Students connect to professional authors through the Patrick Hayes Writer Series

Remember that time way back when, maybe even back to middle school, when reading was not a chore or something done exclusively for schoolwork, but something you did for fun? The creative writing program’s Patrick Hayes Writers Series offers a chance to interact with literature in an up-close and personal way, just like when you were young and excited about reading. Each semester, the series brings in a number of both well-known and up-and-coming writers of various genres of fiction with the support of an endowment from Patrick Hayes in 1991.

Although the series now consists of separate events that take place about once a month, it used to be a festival in April. Mildred and J.B. Hickman professor of English and humanities Henry Hart described the way the festival used to operate.

“Often it was referred to as the spring beer bash because I think somebody would provide a keg or several kegs of beer down in the old Lake Matoaka Amphitheater and everyone would congregate,” Hart said. “I remember Kurt Vonnegut was invited for this beer bash and I think it extended over a number of days, maybe four or five days, and then there was this grand finale with the kegs of beer.”

Now, with the readings spread out over the year, students can spend an hour once a month exploring various authors’ works instead of sectioning off a large amount of time for one week in the spring.

The readings consist of the author reading his or her own work for 30 to 40 minutes, followed by a question-and-answer session where people can ask the author questions about his or her writing specifically or the creative process in general. A reception with refreshments and book signings is then held at the end. Sometimes the author will even have a lunch or dinner with a number of students before the reading in order to create a more relaxed social setting.

[It] answers the question, what do writers do and how do they do it?

Director of Creative Writing Nancy Schoenberger explained that these readings are an important opportunity to see professional writers in action.

“[It] answers the question, what do writers do and how do they do it? What does it mean to make your life as a writer? How does one go about making one’s life as a writer?” Schoenberger asked. “And for those of us who just enjoy reading … it helps to bring literature to life.”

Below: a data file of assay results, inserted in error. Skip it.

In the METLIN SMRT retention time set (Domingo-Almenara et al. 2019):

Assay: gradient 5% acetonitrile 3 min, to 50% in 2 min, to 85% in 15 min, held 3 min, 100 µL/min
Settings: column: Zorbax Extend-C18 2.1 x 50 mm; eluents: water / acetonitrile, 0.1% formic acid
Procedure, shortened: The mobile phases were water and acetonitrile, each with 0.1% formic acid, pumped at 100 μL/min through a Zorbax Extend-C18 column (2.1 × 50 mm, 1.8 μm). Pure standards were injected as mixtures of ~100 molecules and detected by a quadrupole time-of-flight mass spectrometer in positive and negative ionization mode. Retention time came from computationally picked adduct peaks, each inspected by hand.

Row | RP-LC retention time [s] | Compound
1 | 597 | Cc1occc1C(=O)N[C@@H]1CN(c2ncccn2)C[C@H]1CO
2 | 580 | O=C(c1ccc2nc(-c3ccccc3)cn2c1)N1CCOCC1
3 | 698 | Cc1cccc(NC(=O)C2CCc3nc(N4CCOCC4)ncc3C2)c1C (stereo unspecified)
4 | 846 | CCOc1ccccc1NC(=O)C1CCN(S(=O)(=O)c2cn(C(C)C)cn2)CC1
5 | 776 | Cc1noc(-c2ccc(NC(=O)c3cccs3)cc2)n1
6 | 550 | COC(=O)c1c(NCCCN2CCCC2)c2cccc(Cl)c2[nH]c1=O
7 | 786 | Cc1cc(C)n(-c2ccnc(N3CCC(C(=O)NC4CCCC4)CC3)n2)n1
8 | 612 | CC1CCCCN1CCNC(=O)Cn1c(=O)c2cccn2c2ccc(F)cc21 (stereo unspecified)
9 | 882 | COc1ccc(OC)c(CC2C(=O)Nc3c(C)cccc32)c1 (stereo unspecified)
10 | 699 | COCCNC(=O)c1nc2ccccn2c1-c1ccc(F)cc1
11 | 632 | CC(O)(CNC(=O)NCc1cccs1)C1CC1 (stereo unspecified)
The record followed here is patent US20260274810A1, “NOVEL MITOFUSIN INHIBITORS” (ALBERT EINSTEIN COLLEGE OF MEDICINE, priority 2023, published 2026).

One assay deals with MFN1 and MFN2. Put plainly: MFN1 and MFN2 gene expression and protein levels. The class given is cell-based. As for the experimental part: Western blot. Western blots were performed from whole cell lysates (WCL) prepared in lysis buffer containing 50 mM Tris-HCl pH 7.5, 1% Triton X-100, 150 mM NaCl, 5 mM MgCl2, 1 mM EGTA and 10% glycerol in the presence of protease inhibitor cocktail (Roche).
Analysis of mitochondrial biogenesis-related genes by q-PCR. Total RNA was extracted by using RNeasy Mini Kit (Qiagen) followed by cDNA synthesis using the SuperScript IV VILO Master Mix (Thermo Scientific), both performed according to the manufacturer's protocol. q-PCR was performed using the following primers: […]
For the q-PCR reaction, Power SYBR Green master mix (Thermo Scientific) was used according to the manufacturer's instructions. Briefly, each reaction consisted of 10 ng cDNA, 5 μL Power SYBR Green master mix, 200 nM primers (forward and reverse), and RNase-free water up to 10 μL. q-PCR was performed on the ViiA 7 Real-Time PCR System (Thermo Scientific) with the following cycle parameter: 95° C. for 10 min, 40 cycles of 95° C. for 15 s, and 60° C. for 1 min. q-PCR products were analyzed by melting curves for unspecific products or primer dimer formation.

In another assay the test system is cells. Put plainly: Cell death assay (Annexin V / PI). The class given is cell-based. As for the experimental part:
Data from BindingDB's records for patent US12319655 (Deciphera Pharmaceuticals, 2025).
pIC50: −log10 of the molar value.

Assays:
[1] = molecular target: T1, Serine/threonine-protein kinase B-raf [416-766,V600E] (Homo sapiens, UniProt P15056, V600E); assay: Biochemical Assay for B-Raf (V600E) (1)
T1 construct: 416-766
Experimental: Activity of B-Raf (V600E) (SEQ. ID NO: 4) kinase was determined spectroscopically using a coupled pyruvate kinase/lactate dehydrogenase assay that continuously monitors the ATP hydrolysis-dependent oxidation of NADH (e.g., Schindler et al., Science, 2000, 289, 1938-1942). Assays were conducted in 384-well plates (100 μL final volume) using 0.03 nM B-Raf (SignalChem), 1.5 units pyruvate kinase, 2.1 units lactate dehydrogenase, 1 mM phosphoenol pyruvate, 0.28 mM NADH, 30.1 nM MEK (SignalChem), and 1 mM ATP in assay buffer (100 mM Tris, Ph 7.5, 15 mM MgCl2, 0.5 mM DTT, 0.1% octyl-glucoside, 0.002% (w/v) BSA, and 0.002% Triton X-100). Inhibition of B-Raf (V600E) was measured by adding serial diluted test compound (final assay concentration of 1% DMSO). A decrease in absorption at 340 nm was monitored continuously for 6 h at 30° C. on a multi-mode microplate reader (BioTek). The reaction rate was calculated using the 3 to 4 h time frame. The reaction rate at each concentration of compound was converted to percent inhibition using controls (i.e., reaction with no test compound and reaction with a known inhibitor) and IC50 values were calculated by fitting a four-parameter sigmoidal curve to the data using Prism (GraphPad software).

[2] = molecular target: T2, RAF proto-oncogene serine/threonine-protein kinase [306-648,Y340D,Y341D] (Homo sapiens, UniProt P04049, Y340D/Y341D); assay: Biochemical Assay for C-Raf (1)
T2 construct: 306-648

This semester, the series has brought authors Lucy Corin and Ann Beattie to the school. The last reading was for the fall was held Thursday, Nov. 19 with two alumni poets Andrew Zawacki, ’94 and Allen Jih ’04.

When Hart introduced Zawacki and Jih, he described his own personal experiences from when the poets were students at the College of William and Mary, such as when Zawacki invited him to a basketball game and Jih mixing him a martini.

“As I remember, Allen made me one of the only martinis I’ve had the pleasure of drinking,” Hart said. “I’m sure you’ve heard stories about professors corrupting students but I think in this case it was the other way around.”

Both Zawacki and Jih read a number of their own poems and talked about what went into creating their works. During Zawacki’s reading, he also displayed a number of photographs he had taken to accompany one of his poems.

Both poets said that they attended the Hayes Writers Series readings while students at the College and enjoyed the opportunity to meet established authors.

… it had the effect of feeling like they weren’t just people who showed up, did their thing, took their pay check and got lost …

Zawacki highlighted a particular reading in the spring of 1991 by poet laureate Mark Strand and Dianne Ackerman having a huge impact on his interest in writing.

“It wouldn’t have been the first reading of that year, but it was the first one I ever went to and that really, really changed my life and so from that point on I went to, I imagine, all of them,” Zawacki said. “They were interacting with students too so it had the effect of feeling like they weren’t just people who showed up, did their thing, took their pay check and got lost, you know?”

Like Schoenberger, Jih said that the Hayes Writers Series readings could provide students with very valuable experiences.

“It was always a lot of fun, but more importantly it was just a good opportunity for me to see a writer read his or her own work and perform it in a way and that was probably one of the best effects in addition to just seeing the person in real life,” Jih said. “It was one of those things that told me that this could really be done professionally.”

For both writers and readers, the Hayes series provides an opportunity for students, faculty or people of the community to hear literature from the creators themselves.


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